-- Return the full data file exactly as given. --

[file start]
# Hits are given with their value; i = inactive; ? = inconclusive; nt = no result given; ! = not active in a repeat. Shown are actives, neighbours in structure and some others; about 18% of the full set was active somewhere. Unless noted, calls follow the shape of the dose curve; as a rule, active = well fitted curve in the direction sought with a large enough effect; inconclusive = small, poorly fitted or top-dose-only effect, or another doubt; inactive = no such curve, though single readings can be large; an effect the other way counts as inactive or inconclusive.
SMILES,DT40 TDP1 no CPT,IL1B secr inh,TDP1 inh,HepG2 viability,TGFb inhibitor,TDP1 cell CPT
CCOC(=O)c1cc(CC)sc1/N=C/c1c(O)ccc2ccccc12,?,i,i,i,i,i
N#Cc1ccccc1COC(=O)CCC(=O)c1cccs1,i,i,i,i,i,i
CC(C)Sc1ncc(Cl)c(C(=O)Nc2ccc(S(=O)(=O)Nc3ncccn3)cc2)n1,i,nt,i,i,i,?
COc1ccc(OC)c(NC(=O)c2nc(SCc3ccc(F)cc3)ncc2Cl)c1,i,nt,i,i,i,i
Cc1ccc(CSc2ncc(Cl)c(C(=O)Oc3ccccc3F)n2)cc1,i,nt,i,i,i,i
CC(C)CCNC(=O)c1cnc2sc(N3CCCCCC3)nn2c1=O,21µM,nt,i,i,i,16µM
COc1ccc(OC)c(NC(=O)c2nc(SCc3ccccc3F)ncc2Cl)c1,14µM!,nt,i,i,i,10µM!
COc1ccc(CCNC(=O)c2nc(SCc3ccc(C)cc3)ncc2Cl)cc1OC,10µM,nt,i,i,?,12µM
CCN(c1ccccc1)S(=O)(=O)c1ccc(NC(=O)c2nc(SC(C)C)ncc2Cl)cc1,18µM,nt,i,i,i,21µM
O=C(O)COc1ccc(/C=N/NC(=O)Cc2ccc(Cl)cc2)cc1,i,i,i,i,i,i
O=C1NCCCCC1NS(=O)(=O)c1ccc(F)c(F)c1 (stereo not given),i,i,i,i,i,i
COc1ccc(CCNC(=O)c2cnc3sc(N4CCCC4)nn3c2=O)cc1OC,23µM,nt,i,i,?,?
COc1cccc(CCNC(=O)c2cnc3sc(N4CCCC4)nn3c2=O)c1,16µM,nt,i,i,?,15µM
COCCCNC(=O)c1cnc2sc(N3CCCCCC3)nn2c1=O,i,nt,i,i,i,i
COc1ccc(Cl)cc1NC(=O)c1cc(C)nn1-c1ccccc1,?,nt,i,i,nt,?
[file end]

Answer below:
# Hits are given with their value; i = inactive; ? = inconclusive; nt = no result given; ! = not active in a repeat. Shown are actives, neighbours in structure and some others; about 18% of the full set was active somewhere. Unless noted, calls follow the shape of the dose curve; as a rule, active = well fitted curve in the direction sought with a large enough effect; inconclusive = small, poorly fitted or top-dose-only effect, or another doubt; inactive = no such curve, though single readings can be large; an effect the other way counts as inactive or inconclusive.
SMILES,DT40 TDP1 no CPT,IL1B secr inh,TDP1 inh,HepG2 viability,TGFb inhibitor,TDP1 cell CPT
CCOC(=O)c1cc(CC)sc1/N=C/c1c(O)ccc2ccccc12,?,i,i,i,i,i
N#Cc1ccccc1COC(=O)CCC(=O)c1cccs1,i,i,i,i,i,i
CC(C)Sc1ncc(Cl)c(C(=O)Nc2ccc(S(=O)(=O)Nc3ncccn3)cc2)n1,i,nt,i,i,i,?
COc1ccc(OC)c(NC(=O)c2nc(SCc3ccc(F)cc3)ncc2Cl)c1,i,nt,i,i,i,i
Cc1ccc(CSc2ncc(Cl)c(C(=O)Oc3ccccc3F)n2)cc1,i,nt,i,i,i,i
CC(C)CCNC(=O)c1cnc2sc(N3CCCCCC3)nn2c1=O,21µM,nt,i,i,i,16µM
COc1ccc(OC)c(NC(=O)c2nc(SCc3ccccc3F)ncc2Cl)c1,14µM!,nt,i,i,i,10µM!
COc1ccc(CCNC(=O)c2nc(SCc3ccc(C)cc3)ncc2Cl)cc1OC,10µM,nt,i,i,?,12µM
CCN(c1ccccc1)S(=O)(=O)c1ccc(NC(=O)c2nc(SC(C)C)ncc2Cl)cc1,18µM,nt,i,i,i,21µM
O=C(O)COc1ccc(/C=N/NC(=O)Cc2ccc(Cl)cc2)cc1,i,i,i,i,i,i
O=C1NCCCCC1NS(=O)(=O)c1ccc(F)c(F)c1 (stereo not given),i,i,i,i,i,i
COc1ccc(CCNC(=O)c2cnc3sc(N4CCCC4)nn3c2=O)cc1OC,23µM,nt,i,i,?,?
COc1cccc(CCNC(=O)c2cnc3sc(N4CCCC4)nn3c2=O)c1,16µM,nt,i,i,?,15µM
COCCCNC(=O)c1cnc2sc(N3CCCCCC3)nn2c1=O,i,nt,i,i,i,i
COc1ccc(Cl)cc1NC(=O)c1cc(C)nn1-c1ccccc1,?,nt,i,i,nt,?